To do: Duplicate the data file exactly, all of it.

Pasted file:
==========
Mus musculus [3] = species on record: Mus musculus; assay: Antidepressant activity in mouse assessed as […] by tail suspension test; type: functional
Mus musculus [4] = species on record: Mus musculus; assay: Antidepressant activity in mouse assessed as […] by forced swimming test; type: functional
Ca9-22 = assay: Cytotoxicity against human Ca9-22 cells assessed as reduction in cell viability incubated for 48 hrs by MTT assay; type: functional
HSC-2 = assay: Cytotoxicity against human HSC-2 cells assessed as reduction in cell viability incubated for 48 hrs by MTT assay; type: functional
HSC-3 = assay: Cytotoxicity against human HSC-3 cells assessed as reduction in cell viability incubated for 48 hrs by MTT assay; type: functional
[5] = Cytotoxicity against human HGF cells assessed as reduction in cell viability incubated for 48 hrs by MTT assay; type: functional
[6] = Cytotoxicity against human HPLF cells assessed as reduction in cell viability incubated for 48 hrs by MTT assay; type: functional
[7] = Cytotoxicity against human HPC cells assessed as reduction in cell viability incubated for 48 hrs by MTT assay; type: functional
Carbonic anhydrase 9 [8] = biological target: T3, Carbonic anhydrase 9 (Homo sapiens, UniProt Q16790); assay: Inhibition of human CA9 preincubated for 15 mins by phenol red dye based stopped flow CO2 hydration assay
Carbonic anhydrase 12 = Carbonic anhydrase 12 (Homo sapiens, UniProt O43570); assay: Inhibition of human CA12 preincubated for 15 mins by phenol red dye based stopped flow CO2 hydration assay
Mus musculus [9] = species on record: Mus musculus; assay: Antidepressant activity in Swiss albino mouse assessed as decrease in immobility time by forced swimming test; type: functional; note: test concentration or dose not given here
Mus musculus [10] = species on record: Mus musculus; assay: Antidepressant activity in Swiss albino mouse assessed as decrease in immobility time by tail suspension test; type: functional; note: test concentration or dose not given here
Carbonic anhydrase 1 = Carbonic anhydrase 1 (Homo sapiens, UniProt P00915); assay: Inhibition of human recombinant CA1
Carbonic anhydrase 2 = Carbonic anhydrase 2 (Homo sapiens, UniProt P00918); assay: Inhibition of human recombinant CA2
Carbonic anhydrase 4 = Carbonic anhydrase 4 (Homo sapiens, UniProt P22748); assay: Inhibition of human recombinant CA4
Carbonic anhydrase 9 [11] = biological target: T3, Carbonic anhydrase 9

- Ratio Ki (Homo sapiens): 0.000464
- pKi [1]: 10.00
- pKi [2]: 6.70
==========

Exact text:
Mus musculus [3] = species on record: Mus musculus; assay: Antidepressant activity in mouse assessed as […] by tail suspension test; type: functional
Mus musculus [4] = species on record: Mus musculus; assay: Antidepressant activity in mouse assessed as […] by forced swimming test; type: functional
Ca9-22 = assay: Cytotoxicity against human Ca9-22 cells assessed as reduction in cell viability incubated for 48 hrs by MTT assay; type: functional
HSC-2 = assay: Cytotoxicity against human HSC-2 cells assessed as reduction in cell viability incubated for 48 hrs by MTT assay; type: functional
HSC-3 = assay: Cytotoxicity against human HSC-3 cells assessed as reduction in cell viability incubated for 48 hrs by MTT assay; type: functional
[5] = Cytotoxicity against human HGF cells assessed as reduction in cell viability incubated for 48 hrs by MTT assay; type: functional
[6] = Cytotoxicity against human HPLF cells assessed as reduction in cell viability incubated for 48 hrs by MTT assay; type: functional
[7] = Cytotoxicity against human HPC cells assessed as reduction in cell viability incubated for 48 hrs by MTT assay; type: functional
Carbonic anhydrase 9 [8] = biological target: T3, Carbonic anhydrase 9 (Homo sapiens, UniProt Q16790); assay: Inhibition of human CA9 preincubated for 15 mins by phenol red dye based stopped flow CO2 hydration assay
Carbonic anhydrase 12 = Carbonic anhydrase 12 (Homo sapiens, UniProt O43570); assay: Inhibition of human CA12 preincubated for 15 mins by phenol red dye based stopped flow CO2 hydration assay
Mus musculus [9] = species on record: Mus musculus; assay: Antidepressant activity in Swiss albino mouse assessed as decrease in immobility time by forced swimming test; type: functional; note: test concentration or dose not given here
Mus musculus [10] = species on record: Mus musculus; assay: Antidepressant activity in Swiss albino mouse assessed as decrease in immobility time by tail suspension test; type: functional; note: test concentration or dose not given here
Carbonic anhydrase 1 = Carbonic anhydrase 1 (Homo sapiens, UniProt P00915); assay: Inhibition of human recombinant CA1
Carbonic anhydrase 2 = Carbonic anhydrase 2 (Homo sapiens, UniProt P00918); assay: Inhibition of human recombinant CA2
Carbonic anhydrase 4 = Carbonic anhydrase 4 (Homo sapiens, UniProt P22748); assay: Inhibition of human recombinant CA4
Carbonic anhydrase 9 [11] = biological target: T3, Carbonic anhydrase 9

- Ratio Ki (Homo sapiens): 0.000464
- pKi [1]: 10.00
- pKi [2]: 6.70